By Edita Bardhi
As National Hunger and Homelessness Awareness month arrives, ESU welcomes “Night Without a Home,” held on Nov. 15.
Going on in the quad of the ESU campus will be students experiencing a night without luxuries.
Sponsored by ESU’s sociology, social worker, and social justice majors, the executive board – Breanne Sisco, Jessica Peters, Hope Decker, Jenna Bretz – will guide participants through a 12-hour procedure starting from 7 p.m. to 7 a.m.
As students spend their night outdoors, cardboard boxes are given to each participant. The boxes are used to represent the reality of being homeless.
By contributing, students are giving back to the community and earning something in return.
“We have the option of going inside. We have our beds. We have our dorm rooms, but homeless people do not have that option,” said Jessica Peters, vice president of the executive board.
As an understanding to homelessness, food donations will be distributed rather than store-bought items.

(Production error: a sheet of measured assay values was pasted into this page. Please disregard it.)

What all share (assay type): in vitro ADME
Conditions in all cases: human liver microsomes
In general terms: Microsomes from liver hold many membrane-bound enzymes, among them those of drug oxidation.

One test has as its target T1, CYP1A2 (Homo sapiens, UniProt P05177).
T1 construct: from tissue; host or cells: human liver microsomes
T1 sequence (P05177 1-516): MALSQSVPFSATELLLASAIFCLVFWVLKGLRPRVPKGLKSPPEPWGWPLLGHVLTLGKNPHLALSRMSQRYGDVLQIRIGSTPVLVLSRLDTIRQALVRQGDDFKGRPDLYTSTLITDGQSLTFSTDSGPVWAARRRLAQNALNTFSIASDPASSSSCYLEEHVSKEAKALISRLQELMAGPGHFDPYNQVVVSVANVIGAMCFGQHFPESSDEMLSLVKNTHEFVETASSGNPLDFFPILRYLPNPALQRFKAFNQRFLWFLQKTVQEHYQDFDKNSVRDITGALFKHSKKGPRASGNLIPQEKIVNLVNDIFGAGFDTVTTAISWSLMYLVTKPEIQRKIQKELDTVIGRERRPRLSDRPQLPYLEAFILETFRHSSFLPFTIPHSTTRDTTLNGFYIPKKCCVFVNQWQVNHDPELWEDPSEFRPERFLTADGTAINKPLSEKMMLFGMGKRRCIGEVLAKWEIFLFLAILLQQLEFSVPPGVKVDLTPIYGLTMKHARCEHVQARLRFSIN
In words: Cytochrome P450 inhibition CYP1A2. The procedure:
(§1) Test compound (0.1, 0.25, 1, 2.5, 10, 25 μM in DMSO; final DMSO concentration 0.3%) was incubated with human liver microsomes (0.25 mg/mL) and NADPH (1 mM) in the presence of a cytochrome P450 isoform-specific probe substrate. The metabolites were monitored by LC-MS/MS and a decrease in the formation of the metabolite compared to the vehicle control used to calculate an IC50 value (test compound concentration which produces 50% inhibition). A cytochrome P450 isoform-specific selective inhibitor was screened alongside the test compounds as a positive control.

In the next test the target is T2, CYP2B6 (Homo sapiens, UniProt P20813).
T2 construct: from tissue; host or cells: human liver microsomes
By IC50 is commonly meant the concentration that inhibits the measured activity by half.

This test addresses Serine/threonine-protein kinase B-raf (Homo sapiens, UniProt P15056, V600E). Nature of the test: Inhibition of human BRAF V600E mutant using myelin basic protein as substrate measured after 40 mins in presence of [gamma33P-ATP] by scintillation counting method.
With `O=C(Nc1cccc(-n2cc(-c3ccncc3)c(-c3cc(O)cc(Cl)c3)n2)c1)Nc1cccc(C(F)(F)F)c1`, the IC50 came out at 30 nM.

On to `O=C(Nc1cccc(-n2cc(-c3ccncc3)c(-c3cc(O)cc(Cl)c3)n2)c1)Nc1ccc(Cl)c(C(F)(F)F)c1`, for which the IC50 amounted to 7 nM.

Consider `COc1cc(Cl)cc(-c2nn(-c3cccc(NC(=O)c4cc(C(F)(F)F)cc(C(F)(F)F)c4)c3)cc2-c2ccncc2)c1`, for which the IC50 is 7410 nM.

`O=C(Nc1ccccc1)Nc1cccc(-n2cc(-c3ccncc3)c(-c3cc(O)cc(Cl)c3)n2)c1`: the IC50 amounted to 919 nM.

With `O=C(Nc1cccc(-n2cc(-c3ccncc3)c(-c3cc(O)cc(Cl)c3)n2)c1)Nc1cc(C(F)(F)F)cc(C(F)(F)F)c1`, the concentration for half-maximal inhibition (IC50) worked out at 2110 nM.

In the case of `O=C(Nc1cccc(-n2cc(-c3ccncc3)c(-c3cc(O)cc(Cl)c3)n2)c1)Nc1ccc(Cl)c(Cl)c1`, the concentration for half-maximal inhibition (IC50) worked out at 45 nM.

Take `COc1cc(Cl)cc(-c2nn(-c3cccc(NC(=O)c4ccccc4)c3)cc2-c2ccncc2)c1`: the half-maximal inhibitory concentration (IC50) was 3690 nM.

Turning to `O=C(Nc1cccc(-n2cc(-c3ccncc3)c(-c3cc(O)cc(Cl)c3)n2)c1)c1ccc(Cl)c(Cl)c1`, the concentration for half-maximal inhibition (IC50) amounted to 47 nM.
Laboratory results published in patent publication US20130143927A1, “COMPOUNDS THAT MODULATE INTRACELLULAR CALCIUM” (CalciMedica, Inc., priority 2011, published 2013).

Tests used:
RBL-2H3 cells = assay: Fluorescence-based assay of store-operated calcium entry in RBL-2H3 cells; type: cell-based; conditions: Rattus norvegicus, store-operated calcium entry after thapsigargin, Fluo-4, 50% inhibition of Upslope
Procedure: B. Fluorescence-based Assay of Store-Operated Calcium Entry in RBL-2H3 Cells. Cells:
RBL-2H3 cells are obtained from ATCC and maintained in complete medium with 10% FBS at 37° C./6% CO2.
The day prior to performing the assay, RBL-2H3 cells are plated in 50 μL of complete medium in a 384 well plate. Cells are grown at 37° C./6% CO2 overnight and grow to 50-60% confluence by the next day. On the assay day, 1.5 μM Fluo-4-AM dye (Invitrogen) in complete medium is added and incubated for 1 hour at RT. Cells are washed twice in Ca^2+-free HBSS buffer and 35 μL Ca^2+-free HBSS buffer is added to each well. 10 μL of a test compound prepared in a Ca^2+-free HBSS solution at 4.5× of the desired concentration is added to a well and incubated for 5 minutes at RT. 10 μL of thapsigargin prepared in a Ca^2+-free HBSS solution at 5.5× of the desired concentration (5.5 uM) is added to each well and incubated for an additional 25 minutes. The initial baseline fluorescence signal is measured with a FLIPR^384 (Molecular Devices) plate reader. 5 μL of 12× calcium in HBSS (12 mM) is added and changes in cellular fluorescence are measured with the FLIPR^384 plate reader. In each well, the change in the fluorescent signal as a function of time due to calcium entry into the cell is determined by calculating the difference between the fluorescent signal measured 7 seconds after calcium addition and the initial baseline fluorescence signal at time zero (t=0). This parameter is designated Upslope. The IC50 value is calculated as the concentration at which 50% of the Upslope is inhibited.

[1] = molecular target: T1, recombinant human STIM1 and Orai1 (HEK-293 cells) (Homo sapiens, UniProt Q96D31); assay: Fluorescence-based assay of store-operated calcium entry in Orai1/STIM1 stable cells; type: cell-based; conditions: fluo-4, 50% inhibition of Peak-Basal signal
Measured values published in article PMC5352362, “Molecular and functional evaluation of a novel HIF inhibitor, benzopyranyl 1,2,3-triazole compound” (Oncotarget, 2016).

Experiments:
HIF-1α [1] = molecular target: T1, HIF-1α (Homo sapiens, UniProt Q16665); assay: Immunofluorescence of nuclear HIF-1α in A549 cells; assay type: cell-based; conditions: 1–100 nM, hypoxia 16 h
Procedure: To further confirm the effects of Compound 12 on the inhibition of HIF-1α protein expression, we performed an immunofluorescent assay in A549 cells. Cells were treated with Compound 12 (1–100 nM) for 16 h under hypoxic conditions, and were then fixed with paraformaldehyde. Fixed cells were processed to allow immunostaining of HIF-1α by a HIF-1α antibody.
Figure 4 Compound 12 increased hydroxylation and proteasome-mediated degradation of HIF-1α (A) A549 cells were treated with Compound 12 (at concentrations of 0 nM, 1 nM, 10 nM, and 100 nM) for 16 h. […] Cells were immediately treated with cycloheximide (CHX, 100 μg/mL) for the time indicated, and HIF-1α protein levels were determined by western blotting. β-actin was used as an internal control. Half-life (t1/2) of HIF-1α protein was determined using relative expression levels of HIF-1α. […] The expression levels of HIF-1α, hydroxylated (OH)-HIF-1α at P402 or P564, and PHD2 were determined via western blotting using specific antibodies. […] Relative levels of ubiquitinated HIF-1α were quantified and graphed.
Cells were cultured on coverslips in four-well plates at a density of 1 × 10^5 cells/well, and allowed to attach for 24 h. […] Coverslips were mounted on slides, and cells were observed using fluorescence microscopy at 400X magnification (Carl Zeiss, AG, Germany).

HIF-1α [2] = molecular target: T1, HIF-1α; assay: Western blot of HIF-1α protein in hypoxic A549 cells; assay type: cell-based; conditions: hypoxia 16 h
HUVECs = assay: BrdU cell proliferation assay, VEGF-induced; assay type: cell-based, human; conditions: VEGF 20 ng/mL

Students will receive canned goods distributed from well-known industries such as Wal-Mart and McDonald’s to make it through the night.
Students will also hear from Pocono Area Transitional Housing, Street to Feet and Cross.
All three programs will have a guest speaker attending and they will educate students on the current homelessness problem in Monroe County.
“The homeless count in Monroe County is higher than one would expect,” said Peters.
Following that is a discussion based about ways in which we can help with the difficulties.
“By doing this event, we are not only showing people the problem, but we are also showing them that there are ways to help,” said Peters.
Additionally, by attending the event, students learn methods of how to approach a homeless individual.
“How do you plan it? Do you ignore? Do you look away? Do you give them money? Do you give them food? Do you respect them or do you look down at them?” stated Peters.
After some time, a fire pit will take place and s’mores will be available.
Each student is welcomed to stay awake and get a good feel for homelessness.
“We just want students to relate to it in a sense that life does happen. Homelessness is not a choice,” shared Peters.
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